Midcoast Community Council meets April 15 in Moss Beach to continue discussing Highway 1 traffic improvements on the midcoast. Click the link below to read our correspondent's report about the March 11 meeting, how attendees voted, and which alternatives were discussed. Click "Comments" below this post to follow this thread, including clarifications by Lisa Ketcham of Midcoast Community Council and other interested parties.
Make your voice heard on the Highway 1 widening issue. The issue is the “Housing Element” proposal in front of City Council. The City of Pacifica is required to develop a “housing element” that explains where housing might be developed, and the city has been circulating a proposed new "housing element."
Pacificans for Highway 1 Alternatives (PH1A) is concerned about several references to the Calera Parkway Project (CPP) that speak of the highway widening as if it were a good thing and a done deal (pages 62 and 66-67).
We want the city to remove all references to this highly contentious project from the "housing element." None of these references are necessary for the "housing element," and by treating the widening project as a given, the city shows a bias toward accepting CPP.
Further, as the "housing element" must be consistent with the city’s General Plan, including CPP in the "housing element" implies that CPP is consistent with the city’s General Plan. CCP is NOT consistent with the General Plan because the General Plan says that the capacity of Highway 1 should not be increased, and of course CPP increases the capacity of Highway 1.
Please write to the city and/or come to the hearings below to say:
1. The "housing element" should not include the Calera Parkway Project.
2. The project is not consistent with the General Plan. If CPP is included in the "Housing Element," then the "Housing Element" would not be consistent with the General Plan.
Write to Christian Murdock, Planning Department, 1800 Francisco Boulevard, Pacifica, CA 94044 (Email: email@example.com) by Friday, April 10 at 1:30 p.m.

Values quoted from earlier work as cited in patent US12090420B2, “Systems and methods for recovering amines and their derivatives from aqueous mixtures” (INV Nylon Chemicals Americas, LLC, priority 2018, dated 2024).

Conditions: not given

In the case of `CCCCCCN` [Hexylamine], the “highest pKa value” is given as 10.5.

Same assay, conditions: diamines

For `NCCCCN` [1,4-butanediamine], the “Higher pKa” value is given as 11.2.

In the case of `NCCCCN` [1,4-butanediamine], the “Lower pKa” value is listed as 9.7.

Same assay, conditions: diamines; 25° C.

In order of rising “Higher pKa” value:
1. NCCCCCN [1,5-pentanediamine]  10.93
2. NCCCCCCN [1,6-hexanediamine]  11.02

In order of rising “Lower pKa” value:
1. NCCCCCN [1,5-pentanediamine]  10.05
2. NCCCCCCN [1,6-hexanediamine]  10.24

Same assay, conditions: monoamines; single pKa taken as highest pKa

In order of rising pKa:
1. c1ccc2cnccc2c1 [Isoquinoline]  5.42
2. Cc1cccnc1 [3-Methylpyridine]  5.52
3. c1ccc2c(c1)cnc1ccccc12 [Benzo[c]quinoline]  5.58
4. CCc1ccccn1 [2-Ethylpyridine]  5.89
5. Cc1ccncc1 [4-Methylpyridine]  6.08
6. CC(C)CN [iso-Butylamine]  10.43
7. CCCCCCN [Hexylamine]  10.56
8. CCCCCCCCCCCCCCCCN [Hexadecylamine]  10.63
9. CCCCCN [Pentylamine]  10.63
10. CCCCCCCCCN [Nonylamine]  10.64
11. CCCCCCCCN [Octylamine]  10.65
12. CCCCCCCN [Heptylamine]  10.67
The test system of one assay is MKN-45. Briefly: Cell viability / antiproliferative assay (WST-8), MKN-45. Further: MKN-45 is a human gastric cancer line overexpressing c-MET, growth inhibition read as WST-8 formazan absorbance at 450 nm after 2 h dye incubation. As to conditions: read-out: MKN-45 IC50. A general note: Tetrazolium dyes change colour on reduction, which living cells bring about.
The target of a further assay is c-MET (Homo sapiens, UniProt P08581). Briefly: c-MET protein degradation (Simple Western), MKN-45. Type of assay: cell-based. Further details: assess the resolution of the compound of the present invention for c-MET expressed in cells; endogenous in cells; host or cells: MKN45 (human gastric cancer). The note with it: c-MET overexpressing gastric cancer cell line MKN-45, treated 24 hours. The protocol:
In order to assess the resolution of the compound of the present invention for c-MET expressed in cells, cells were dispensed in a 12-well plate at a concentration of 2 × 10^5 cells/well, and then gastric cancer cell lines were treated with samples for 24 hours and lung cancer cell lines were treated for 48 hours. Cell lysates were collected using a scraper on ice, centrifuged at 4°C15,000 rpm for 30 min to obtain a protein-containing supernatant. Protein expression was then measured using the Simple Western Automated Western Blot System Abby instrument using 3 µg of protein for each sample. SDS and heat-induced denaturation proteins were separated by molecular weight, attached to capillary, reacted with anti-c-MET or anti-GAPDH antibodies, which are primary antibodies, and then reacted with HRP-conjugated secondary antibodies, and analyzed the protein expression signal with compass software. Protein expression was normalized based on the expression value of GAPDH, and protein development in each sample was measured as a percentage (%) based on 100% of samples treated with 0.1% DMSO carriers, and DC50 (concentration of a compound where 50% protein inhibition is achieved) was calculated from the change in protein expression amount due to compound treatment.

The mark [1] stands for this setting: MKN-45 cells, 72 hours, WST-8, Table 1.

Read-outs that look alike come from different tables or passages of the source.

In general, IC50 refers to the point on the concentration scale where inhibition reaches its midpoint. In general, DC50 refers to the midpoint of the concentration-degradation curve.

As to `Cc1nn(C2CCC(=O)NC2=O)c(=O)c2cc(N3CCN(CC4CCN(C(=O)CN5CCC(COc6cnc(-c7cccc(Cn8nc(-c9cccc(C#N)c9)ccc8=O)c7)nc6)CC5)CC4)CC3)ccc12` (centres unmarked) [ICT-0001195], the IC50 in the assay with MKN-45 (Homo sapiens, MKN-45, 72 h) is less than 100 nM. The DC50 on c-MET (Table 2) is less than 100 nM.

Hearings:Planning Commission, Monday, April 20 at 7 p.m.; City Council, Monday, May 11 at 7 p.m.
A new comment from Dan Underhill was received on the post “City Council's O'Neill & Keener: Public Projects” of the blog Pacifica Riptide:
"I'm ready to hear about what other industry, apart from tourism, you think Pacifica might promote. I'm ready to include that industry in what I encourage the citizenry and the council to push. Yes, we lack funding. We have always lacked funding. The carpetbaggers have always cited this as the reason we need to sell out to the highest bidder. The dreamers who stuck with their principles have got us tunnels instead of a super freeway bypass, and an art center and concert hall instead of an abandoned school, and a regularly scheduled outdoor farmer's market, and a spectacular park where a dangerous stretch of highway once was, and a dog park, and a community garden, and a community theater, and libraries, and a whole alternative school (for those who remember back that far) instead of just one alternative class. All of these contribute both directly and indirectly to the collective wealth of our community in ways which selling out simply could not. Our community needs real economic solutions to real economic problems, and selling out simply lacks the long-term legitimacy required to keep us afloat."
Pacifica City Council members John Keener and Mike O'Neill led a public discussion March 1 on important city projects and issues, including sea-level rise impact on future development, San Pedro Creek widening and Pedro Point bridge over Highway 1, Linda Mar water retention basin, Caltrans' proposed widening of Highway 1 from Rockaway to Vallemar, Beach Boulevard sewer plant conversion, Palmetto Avenue streetscaping, new public library.
California Coastal Commission (CCC) responds to City of Pacifica request to change Local Coastal Plan for proposed Beach Boulevard project (aka The Old Sewer Plant). Officially known as Amendment # LCP-2-PAC-14-0173-1, this is a working draft. The proposed project is intended to be integrated into Pacifica's General Plan. The city's information about this project is published on the city website at the link below: